London, British Library, Cotton Vitellius C. v Homilies by Ælfric

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Jonathan Wilcox


254. London, British Library, Cotton Vitellius C. v

Homilies by Ælfric

[Ker 220, Gneuss 403]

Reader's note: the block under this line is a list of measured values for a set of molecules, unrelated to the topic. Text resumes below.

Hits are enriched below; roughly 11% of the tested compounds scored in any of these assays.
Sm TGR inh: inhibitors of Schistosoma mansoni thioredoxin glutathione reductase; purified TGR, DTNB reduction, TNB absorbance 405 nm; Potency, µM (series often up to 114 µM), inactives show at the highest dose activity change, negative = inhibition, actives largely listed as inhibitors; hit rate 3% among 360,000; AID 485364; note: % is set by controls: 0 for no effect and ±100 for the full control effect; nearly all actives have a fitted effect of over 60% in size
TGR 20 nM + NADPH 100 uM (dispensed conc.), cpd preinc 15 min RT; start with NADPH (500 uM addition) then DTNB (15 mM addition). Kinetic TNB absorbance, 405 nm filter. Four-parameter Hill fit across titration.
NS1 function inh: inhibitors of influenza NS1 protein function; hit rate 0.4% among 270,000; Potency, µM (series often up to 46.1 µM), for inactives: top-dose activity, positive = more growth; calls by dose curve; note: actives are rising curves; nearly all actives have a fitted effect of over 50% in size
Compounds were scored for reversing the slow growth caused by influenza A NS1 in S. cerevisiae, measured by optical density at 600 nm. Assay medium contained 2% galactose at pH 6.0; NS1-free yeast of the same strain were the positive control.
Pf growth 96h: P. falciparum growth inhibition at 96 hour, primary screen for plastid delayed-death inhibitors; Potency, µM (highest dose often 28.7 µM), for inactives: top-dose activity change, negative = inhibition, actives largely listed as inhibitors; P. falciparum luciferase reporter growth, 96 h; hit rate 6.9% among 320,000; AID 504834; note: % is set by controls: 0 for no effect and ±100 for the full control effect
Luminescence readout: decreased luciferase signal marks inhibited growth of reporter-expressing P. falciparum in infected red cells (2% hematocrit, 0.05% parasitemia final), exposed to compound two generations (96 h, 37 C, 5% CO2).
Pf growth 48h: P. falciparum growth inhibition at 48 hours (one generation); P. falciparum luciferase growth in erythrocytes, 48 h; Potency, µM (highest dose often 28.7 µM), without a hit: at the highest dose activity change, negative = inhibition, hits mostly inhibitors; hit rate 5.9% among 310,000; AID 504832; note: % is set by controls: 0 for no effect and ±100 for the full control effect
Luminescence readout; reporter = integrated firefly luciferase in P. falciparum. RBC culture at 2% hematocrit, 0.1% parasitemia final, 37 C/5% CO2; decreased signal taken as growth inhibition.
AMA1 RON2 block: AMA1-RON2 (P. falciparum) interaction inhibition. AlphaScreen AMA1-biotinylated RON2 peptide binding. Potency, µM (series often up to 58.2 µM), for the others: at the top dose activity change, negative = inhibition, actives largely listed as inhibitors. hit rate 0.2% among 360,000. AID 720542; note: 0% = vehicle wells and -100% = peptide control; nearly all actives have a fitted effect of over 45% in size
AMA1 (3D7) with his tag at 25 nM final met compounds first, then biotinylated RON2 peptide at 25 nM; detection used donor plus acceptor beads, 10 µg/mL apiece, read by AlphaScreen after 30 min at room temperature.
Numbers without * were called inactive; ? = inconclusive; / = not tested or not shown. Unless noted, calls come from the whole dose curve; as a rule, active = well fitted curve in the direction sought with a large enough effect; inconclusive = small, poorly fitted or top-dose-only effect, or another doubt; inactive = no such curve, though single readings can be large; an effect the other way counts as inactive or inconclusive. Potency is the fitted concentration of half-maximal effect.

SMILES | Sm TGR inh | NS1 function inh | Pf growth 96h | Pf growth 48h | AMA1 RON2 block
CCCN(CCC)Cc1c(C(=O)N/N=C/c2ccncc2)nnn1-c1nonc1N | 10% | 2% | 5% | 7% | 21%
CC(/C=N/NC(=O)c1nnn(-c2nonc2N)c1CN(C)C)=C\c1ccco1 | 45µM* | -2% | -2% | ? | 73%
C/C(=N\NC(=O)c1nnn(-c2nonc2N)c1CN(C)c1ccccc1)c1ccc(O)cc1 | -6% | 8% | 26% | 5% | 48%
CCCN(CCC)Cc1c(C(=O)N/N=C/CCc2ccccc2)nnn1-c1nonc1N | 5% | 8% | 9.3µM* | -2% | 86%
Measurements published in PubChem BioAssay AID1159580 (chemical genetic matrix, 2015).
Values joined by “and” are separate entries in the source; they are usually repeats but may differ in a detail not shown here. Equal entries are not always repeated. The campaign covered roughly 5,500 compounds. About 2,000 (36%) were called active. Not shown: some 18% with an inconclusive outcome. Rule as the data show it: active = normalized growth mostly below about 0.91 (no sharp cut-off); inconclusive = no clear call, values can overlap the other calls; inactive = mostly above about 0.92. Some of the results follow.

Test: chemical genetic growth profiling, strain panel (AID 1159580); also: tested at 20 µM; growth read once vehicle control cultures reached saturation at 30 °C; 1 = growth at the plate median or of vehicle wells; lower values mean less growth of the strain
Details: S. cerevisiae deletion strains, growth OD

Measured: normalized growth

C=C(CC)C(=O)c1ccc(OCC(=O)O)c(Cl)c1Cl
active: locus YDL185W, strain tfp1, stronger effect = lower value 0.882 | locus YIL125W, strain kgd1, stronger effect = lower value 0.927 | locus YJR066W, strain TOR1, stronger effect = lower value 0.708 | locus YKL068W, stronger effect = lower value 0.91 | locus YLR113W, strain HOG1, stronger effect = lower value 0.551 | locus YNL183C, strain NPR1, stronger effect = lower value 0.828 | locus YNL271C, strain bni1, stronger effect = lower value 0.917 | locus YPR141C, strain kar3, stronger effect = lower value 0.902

HISTORY: A compilation of JElfrician homilies dating to the turn of the millennium with 11c additions. This manuscript suffered badly in the 1731 fire at Ashburnham House. Recovered leaves are now mounted individually and have suffered substantial damage with loss of text and of codicological evidence. The undamaged manuscript was described by Wanley ( 1705: 208-12). The underlying collection is a sequence of Ælfric's Catholic Homilies written by a single scribe at the end of the 10c or beginning of the 11c (this part is called Ha by Clemoes 1997: 19-21). This was augmented by a nearly contemporary hand with further homilies by Ælfric (items 58-61, Clemoes Hb). Further substantial additions were intercalated, at times through erasure and insertion, at times through interleaving, in the first half of the 11 c (Clemoes He). This interpolated series adds further homilies by Ælfric in the order of the church year using homilies that reflect a late stage of Ælfric's writing (described by Pope 1967-68: 26-33). There are various contemporary or near-contemporary OE corrections and insertions throughout the text. Subsequent signs of use include two annotations written in a gothic hand identified by Ker as 14c (Cat., 286): 'In Ebdomada ... | ad Collac<i>o<n>em' at f. 102r/16 beside the title for item 24, and 'In ebdomada s<anc>te trinitatis ad collac<i>o<n>em: at f. 107r/4 above the title of item 25, ÆCHom I, 20. Further alterations and additions are identified by Ker ( Cat., 286) as probably belonging to the 16c, including the insertion of the copy of item 1 as item 1 b on ff. 2r-3r and the substitution of vowels, frequently the alteration of're' to 'e', at ff. 177v, 18lr, and 234v. Other alterations, such as a slightly decorative blocked 'T' inserted mid-line at f. 43r/19, are hard to date. There are now no marks of medieval or early modern ownership, presumably due to the loss of endleaves and loss of margins. Wanley speculates that this is the companion piece of MS Cambridge, University Library, Ii. 4. found at Tavistock Abbey in 1566 (Wanley 1705: 208). This speculation sees some confirmation in the gloss 'etes' added to ÆCHom II, 8, lines 109 in a 14c hand, which Godden suggests " looks as if it could have been taken from [Ii. 4. 6]'s text" (Godden 1979: 353-54). If the speculation is right, this would be "An old booke in parchment in Saxon tonge fo. black leather clasped" in the inventory of books of the 2nd Duke of Bedford from 1584 (see Ker, Cat., 291). Following substantial damage in the fire of 1731 and its aftermath, the leaves are now bound mounted on paper, to which they are affixed by sticky tape in what is probably a restoration of 1844 and 1845 (Madden, BL Add. 62576, f. 42; see Butcher 2003: 13). The whole volume is contained in a substantial 19c binding with Robert Cotton's coat of arms embossed on front and back and 'ANGLO-SAXON | HOMILIES | BRIT. MUS. | COTTON | MS. | VITELLIUS C. V. embossed on the spine. Many leaves are stamped on the foot of the recto with the 'British Museum' small red stamp ( e.g. ff. 2r, 3r, etc). The spine bears the sticker identifications '760' and 'b'. which is also recorded in pencil on the inside front board, along with a struckthrough '27 C: Rear end leaves record the state of the manuscript in the 19c with the pencilled notes: '254 ff. 8th Jan. 1871. | Ex<amine>d F.W. July 1884'. while the rear end board bears the stamp '21 JUN 1962:

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